- Jeff Randall He’s talking about the euro’s problems, but the same fallacy is at work nearly everywhere.
It’s amazing to me how many people think that voting to have the government give poor people money is compassion. Helping poor and suffering people is compassion. Voting for our government to use guns to give money to help poor and suffering people is immoral self-righteous bullying laziness. [...]
I don’t believe the majority always knows what’s best for everyone. The fact that the majority thinks they have a way to get something good does not give them the right to use force on the minority that don’t want to pay for it. If you have to use a gun, I don’t believe you really know jack.
- Penn Jillette
The Left needs to defend the riots; not to valourise the burning of grannies’ cars, but to make clear that we reject the whole bourgeois construction of events, that we stand in solidarity with the oppressed and that, when it comes to it, we will, without hesitation, join the “rioters” to overthrow the legitimised exploitation, state-sanctioned violence and sham “democracy” that oppress us all.
- Ian Grigg-Spall
There are few headlines I have enjoyed more, ever. Sadly, owing to BBC Online’s disreputable habit of invisibly editing stories, this one has lost its original title, which was:
Deadly cucumbers claim more lives
What’s glorious in this story is not just that incongruity, not amusing if you or people you know suffer organ-failure owing to an infected salad vegetable; it is the way the world stubbornly refuses to adopt superstitious man-made categories of what’s safe and wholesome. The cucumbers were deadly because they were organic.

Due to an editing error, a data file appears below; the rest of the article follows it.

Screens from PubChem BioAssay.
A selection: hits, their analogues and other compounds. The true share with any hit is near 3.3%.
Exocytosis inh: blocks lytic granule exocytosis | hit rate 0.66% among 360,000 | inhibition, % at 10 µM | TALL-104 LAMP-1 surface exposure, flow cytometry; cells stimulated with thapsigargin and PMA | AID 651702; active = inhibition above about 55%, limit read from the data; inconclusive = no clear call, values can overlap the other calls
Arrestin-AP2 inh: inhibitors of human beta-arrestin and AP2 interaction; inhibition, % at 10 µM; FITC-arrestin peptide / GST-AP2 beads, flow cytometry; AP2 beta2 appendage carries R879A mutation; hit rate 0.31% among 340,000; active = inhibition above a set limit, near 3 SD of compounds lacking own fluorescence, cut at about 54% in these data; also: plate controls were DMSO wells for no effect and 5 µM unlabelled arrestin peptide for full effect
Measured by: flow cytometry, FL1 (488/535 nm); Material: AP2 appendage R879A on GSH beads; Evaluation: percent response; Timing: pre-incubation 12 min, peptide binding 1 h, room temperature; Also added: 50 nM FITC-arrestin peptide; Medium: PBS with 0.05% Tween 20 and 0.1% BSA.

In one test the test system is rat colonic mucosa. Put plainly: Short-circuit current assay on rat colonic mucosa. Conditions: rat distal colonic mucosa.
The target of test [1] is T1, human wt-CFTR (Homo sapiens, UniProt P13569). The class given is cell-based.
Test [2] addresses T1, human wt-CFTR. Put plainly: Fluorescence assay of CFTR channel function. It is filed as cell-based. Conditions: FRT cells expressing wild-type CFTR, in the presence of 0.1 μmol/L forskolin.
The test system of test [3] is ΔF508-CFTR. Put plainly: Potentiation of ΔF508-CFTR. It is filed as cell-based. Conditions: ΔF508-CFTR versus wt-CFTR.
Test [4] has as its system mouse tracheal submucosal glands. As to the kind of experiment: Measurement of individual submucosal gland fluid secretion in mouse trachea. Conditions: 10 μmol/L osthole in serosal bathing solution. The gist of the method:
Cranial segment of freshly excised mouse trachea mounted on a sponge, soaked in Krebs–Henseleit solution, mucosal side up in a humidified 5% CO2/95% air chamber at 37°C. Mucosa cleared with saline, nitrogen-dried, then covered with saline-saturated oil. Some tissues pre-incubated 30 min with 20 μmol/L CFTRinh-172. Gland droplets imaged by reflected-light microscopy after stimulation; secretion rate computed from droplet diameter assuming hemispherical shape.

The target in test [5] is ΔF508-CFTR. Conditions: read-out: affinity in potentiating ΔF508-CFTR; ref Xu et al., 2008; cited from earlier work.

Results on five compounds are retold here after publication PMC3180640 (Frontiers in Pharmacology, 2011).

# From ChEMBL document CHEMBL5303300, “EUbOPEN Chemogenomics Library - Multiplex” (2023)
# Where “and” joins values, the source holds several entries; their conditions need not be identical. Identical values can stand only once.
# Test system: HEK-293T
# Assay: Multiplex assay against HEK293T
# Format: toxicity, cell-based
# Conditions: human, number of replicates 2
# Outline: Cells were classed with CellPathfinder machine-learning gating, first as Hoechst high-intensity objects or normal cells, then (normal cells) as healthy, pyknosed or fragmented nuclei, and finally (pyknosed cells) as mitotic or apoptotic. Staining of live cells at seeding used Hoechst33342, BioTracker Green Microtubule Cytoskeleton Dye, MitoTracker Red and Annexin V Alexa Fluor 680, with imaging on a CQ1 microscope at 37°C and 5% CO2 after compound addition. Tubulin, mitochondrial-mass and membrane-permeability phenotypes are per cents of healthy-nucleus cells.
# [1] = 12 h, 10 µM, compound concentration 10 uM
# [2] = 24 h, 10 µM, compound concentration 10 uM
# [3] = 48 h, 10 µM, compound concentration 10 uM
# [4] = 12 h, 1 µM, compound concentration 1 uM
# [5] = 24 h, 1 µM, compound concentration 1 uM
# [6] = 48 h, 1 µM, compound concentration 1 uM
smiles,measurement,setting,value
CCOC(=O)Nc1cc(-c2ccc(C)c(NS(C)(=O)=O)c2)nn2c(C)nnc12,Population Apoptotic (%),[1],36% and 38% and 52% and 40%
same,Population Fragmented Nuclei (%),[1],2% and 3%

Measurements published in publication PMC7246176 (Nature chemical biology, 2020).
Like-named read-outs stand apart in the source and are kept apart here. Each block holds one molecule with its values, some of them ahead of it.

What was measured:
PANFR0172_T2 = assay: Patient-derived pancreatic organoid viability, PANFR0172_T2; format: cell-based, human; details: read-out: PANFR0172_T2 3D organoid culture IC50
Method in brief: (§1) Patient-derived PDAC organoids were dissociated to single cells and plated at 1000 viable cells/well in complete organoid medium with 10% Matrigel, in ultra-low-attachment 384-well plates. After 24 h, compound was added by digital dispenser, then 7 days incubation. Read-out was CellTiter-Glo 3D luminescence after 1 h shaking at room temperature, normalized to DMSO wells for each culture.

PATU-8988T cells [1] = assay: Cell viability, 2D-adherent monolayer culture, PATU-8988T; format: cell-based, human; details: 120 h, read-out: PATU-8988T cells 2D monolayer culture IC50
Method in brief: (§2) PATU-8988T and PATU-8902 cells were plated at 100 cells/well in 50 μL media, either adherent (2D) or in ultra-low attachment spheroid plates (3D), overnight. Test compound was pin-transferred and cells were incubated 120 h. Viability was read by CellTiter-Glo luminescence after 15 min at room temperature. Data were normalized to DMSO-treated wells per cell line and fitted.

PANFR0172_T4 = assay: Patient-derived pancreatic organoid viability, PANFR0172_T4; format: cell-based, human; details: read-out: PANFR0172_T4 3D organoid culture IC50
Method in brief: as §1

A census – as any social scientist knows – is absolutely essential to modern government. We cannot plan social policy if we don’t know how many people there are, where they are, what they do, how long they live, etc. A non-judgmental collation of information – which is what a census is – is the bedrock of civilised society. Democracy and accountable government depend completely this kind of knowledge. If we lose it, government will be run by gossip, innuendo and Daily Mail after-dinner ‘common sense’ (as if it isn’t already, but hey)
- Guardian commentator tark
I need to say this – you shouldn’t trust any government, actually including this one. You should not trust government – full stop. The natural inclination of government is to hoard power and information; to accrue power to itself in the name of the public good.
- Nick Clegg, interviewed by Henry Porter It is quite remarkable for a serving British minister to say this on the record. Public protestation of belief in the benignity and good intentions of the state is the normal standard.